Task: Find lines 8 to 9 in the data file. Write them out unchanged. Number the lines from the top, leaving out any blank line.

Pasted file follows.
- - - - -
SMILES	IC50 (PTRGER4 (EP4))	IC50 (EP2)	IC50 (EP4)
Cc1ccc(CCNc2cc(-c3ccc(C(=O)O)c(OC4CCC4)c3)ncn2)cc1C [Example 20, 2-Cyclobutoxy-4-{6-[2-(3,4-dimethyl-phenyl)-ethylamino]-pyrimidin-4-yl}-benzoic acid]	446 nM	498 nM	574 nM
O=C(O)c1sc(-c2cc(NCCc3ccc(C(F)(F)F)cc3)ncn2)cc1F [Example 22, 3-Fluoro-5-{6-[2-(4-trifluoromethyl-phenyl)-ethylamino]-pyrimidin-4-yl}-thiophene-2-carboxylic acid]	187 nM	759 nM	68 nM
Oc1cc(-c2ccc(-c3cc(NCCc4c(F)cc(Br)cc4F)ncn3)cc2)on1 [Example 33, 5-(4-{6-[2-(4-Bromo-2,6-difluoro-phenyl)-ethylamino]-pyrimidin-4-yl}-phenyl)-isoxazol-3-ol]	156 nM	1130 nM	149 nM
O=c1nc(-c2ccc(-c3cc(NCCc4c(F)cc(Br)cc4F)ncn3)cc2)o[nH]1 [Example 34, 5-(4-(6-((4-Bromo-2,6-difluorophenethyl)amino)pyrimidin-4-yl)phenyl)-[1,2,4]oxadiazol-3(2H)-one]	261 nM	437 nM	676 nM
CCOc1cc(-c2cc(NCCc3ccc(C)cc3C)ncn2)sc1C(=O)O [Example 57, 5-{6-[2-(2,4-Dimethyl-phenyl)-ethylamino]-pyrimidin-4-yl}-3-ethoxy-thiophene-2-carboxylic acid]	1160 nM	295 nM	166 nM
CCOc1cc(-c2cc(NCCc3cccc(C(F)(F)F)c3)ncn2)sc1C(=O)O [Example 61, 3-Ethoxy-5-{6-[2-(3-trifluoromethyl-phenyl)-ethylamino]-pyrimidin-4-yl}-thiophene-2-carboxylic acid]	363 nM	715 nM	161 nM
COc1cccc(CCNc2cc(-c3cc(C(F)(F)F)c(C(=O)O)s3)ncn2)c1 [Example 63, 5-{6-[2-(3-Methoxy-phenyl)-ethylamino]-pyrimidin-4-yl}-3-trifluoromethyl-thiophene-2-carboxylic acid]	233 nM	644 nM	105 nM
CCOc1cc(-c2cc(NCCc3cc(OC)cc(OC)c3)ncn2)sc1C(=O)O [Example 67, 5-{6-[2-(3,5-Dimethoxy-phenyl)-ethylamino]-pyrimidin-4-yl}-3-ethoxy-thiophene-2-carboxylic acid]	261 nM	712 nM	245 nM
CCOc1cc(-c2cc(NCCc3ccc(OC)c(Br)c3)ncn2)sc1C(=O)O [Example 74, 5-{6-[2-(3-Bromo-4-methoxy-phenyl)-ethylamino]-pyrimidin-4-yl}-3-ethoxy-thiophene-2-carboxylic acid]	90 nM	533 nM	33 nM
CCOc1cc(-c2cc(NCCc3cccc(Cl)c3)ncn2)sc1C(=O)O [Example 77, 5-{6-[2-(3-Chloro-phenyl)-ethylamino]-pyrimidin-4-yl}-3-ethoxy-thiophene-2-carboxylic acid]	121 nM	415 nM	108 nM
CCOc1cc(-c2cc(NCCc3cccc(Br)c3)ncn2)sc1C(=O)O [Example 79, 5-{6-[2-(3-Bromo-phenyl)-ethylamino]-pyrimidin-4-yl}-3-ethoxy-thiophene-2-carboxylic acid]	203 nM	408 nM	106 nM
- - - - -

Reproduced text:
COc1cccc(CCNc2cc(-c3cc(C(F)(F)F)c(C(=O)O)s3)ncn2)c1 [Example 63, 5-{6-[2-(3-Methoxy-phenyl)-ethylamino]-pyrimidin-4-yl}-3-trifluoromethyl-thiophene-2-carboxylic acid]	233 nM	644 nM	105 nM
CCOc1cc(-c2cc(NCCc3cc(OC)cc(OC)c3)ncn2)sc1C(=O)O [Example 67, 5-{6-[2-(3,5-Dimethoxy-phenyl)-ethylamino]-pyrimidin-4-yl}-3-ethoxy-thiophene-2-carboxylic acid]	261 nM	712 nM	245 nM